In this Cochrane review, the authors included 33 randomised controlled trials, involving 1,853 adults who have suffered a stroke. Trials of repetitive task training were considered eligible if the RRT intervention comprised an active motor sequence performed repetitively within a single training session, and where the practice was aimed towards a clear functional goal (eg, picking up a cup, sit-to-stand). Eligible control interventions were usual care or placebo. In many studies risk of bias was unclear due to poor reporting of study details. The quality of evidence was limited by inconsistency of results across studies, small sample sizes, and poor reporting. Therefore, the available evidence was only of ’moderate’ or ’low’ quality according to the GRADE system.
The review concluded that there was low-quality evidence that repetitive task training improves arm function (standardised mean difference (SMD) 0.25, 95% confidence interval (CI) 0.01 to 0.49; 11 studies, n=749), hand function (SMD 0.25, 95% CI 0.00 to 0.51; 8 studies, n=619), and lower limb functional measures (SMD 0.29, 95% CI 0.10 to 0.48; 5 trials, n=419). There was moderate-quality evidence that repetitive task training improves walking distance (mean difference (MD) 34.80, 95% CI 18.19 to 51.41; 9 studies, n=610) and functional ambulation (SMD 0.35, 95% CI 0.04 to 0.66; 8 studies, n=525). Improvements for both upper and lower limb function were sustained up to six months post treatment. The effect estimates were not altered by intervention type, dosage of task practice or time since stroke.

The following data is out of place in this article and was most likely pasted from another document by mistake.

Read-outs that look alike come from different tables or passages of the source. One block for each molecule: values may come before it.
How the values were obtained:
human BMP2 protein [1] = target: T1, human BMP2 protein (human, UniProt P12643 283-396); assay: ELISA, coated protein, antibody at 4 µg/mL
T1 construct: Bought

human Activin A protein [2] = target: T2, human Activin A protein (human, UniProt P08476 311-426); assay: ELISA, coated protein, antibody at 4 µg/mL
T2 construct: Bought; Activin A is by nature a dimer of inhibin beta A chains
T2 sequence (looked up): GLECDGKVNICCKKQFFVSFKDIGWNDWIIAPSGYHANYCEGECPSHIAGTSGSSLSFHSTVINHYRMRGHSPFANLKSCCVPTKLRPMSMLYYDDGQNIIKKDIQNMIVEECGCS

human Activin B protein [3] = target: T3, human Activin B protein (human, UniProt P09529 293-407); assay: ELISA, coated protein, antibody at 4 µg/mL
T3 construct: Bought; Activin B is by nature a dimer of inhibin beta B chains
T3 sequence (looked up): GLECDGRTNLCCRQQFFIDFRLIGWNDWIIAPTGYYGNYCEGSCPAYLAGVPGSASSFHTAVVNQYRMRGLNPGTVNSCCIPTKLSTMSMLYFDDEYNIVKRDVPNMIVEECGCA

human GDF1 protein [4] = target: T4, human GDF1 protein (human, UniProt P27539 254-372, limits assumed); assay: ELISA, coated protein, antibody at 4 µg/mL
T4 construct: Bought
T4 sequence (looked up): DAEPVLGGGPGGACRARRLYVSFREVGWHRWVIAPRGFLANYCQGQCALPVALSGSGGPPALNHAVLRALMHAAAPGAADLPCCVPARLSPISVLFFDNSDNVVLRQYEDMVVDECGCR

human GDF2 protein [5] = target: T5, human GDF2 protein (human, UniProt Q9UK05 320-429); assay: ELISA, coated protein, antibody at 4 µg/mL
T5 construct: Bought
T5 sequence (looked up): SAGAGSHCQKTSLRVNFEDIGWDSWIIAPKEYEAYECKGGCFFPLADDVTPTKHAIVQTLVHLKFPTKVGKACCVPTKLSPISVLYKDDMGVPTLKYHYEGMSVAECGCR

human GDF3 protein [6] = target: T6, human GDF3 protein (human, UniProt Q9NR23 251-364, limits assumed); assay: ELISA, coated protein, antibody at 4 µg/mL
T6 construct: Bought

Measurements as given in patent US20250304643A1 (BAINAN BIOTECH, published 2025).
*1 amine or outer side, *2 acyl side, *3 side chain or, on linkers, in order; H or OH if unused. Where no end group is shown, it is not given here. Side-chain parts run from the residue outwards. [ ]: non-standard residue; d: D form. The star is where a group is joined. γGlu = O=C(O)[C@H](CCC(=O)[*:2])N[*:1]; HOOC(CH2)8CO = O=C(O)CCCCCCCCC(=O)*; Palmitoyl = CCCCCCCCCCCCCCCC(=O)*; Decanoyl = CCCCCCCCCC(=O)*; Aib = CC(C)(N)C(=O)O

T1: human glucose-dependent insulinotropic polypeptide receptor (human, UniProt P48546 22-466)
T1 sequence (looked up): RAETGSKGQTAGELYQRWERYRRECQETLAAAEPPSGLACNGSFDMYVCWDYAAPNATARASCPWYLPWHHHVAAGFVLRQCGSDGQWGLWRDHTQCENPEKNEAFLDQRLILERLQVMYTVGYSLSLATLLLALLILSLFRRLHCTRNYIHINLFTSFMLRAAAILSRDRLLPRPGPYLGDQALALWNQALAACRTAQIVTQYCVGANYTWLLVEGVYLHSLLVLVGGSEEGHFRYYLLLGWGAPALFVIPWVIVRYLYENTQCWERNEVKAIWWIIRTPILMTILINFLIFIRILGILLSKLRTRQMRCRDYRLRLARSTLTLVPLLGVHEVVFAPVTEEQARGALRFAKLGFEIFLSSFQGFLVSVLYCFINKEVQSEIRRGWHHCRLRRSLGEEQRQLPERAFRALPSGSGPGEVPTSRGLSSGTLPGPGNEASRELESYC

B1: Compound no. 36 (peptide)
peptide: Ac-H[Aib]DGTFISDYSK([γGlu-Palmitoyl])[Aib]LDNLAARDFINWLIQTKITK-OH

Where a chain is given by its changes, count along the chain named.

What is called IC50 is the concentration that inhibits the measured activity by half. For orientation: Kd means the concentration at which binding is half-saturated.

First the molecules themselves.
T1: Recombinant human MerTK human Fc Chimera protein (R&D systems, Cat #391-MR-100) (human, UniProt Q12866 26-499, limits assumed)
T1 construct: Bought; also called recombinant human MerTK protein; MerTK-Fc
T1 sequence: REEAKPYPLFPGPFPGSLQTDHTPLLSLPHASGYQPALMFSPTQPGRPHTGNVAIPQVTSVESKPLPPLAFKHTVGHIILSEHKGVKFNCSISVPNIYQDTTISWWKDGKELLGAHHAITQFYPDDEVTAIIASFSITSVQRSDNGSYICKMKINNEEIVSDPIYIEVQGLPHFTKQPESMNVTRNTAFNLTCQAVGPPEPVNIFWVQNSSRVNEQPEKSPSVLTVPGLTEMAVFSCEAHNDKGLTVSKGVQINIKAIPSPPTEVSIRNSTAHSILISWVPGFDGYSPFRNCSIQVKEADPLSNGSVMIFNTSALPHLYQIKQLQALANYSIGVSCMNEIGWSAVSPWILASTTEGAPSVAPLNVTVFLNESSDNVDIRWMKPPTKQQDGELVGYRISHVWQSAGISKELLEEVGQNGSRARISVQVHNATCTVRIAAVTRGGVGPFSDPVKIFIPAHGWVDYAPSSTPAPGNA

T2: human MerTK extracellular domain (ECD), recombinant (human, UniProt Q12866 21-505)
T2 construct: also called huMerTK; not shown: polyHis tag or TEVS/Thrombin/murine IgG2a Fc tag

French B, et al. Repetitive task training for improving functional ability after stroke. Cochrane Database Syst Rev 2016;Issue 11